Teen Wolf

The hair, the rage, the lust. The six-to-eight-week wait for shipping and handling.

I worked hard for The Wolf Man in 1969. I'd seen the classic Universal monster movie on Mel's Matinee Movie and the late Friday-night staple Horror, Incorporated. I'd fallen hard for the plight of the tragic lycanthrope Larry Talbot, played by the tortured non-actor Lon Chaney Jr. I especially loved the parts where man turns to beast: Something about all that sprouting hair, rage, and lust got my pre-altar-boy-to-man juices flowing. And I was hypnotized by the mantra that the Gypsies, doctors, and townsfolk would all repeat, which I will now type by heart: "Even a man who is pure in heart and says his prayers at night can become a wolf when the wolf bane blooms and the moon is full."

I was 10 years old. I wanted to own The Wolf Man, but that was a fantasy in those days, so I did it piecemeal. In the back of Famous Monsters of Filmland, the greatest magazine in the history of publishing, I saw an ad for Castle Films, which sold silent 8mm versions of the classics in 10-minute reels. I rustled up some allowance money, got my mom to write the check, filled out the order form, licked the stamp, and waited. Around the same time, I responded to an ad for a 33 1/3 rpm monster-movie highlights album from Decca Records. The fine print on both ads teased, "Allow six to eight weeks for delivery."

I may have lost my virginity, the rest of my family may have been murdered in their sleep, my Classics Illustrated comic-book collection may have gone up in flames. I don't remember. I can't recall anything about those six to eight weeks, but I remember the anticipation, the daily buzzkill of going to the mailbox to find only bills, shoppers, and other grown-up dross. Until.

Courtesy of Universal Pictures

The vinyl came first. I tore it out of the cardboard box, ripped open the shrink-wrap, and put it on the turntable of the family console, a massive piece of brown, Pledge-caked furniture that housed albums by the Monkees, Beatles, Archies; Johnny Cash Live at Folsom Prison, and the J.F.K. audio docudrama Four Days That Shook the World. I lay down on the green-yellow shag carpet in the living room and let narrator Boris Karloff escort me through the hits of Horrorwood. In a typical clip, an old Gypsy woman eulogized the steaming beaten beast: "The vay you valked was thorny, trew no fault of your own."

A few weeks later, a package with my name on it and the return address of Castle Films arrived. I opened it and beheld the small square box before me. The color painting on the cover--of a drama that I'd only seen in black and white--was nothing short of erotic. I took it upstairs. I set up my dad's projector, which we'd previously used to view his films from the Korean War, fumbled with the two reels, threaded the film through the slot next to the light bulb, and flicked the switch.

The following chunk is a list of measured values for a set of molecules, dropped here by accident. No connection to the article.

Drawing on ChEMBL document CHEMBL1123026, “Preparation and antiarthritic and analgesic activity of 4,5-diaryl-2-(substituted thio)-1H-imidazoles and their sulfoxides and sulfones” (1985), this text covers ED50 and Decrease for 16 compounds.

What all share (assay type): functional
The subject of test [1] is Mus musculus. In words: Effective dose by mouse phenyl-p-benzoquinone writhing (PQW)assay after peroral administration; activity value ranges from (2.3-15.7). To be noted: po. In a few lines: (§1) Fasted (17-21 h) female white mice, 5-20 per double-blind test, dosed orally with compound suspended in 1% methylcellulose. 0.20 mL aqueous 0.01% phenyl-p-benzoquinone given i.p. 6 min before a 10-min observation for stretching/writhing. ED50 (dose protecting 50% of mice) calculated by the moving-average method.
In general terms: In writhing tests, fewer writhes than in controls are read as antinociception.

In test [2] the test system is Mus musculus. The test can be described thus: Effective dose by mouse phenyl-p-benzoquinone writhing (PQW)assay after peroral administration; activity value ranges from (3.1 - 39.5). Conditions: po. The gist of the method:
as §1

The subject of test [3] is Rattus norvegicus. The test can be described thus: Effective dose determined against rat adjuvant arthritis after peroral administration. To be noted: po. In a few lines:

On a tiny square of my bedroom wall came the Universal Studios logo, with the plane circling the earth. It was a silent film, but I could hear the chop of the propellers plain as day, and the swell of the orchestra that abruptly introduced the bloody-lettered opening credits. It wasn't dark enough, so I unplugged the projector and took it inside my dad's office closet, and shut the door behind me. With my father's suit coats and my mother's dresses caressing my shoulders, I watched.

And watched and watched. I played it for my younger brother and sister. So many times did we rewind to the funny part where wolfie tiptoes on his haunches through the mist-covered woods that the film began to burn. I spliced it together with Scotch tape, played it some more, and eventually grew up and moved on. I've got the reel in a shoebox in the basement somewhere, along with a few more Castle Films that followed, but the erotic artwork is long gone.

The other day, I wanted to see it again. I wanted my 10-year-old son to see it. I went to something called my Dell Dimension 4100, punched two buttons, and a logo for something called Netflix filled the screen. I searched "wolf man" and there it was: The Wolfman Legacy Collection (1935). I punched two more buttons--one that read, "Add"; another that read, "Move to the Top of My Queue," and waited. You could cut the anticipation with a wet towel.

The next morning, I punched two more buttons. An electronic signal pulsed off to something called a server, which connected with something called my e-mail, which came on screen. In my inbox were pictures and videos from people from all around the world: quotes, songs, all sorts of breaking news and opinion, come-ons for penis enlargements, inspirational poems. One was from Netflix shipping, and it read, "For Wednesday: The Wolfman Legacy Collection."

My grandfather worked in the coal mines in Ireland and northern England until he was 21. When he decided to come to America, he lit out for the New World on the S.S. Celtic. It took him three months to arrive in Minneapolis. Once he got here, he never spoke or wrote to his family in Ireland and England again.

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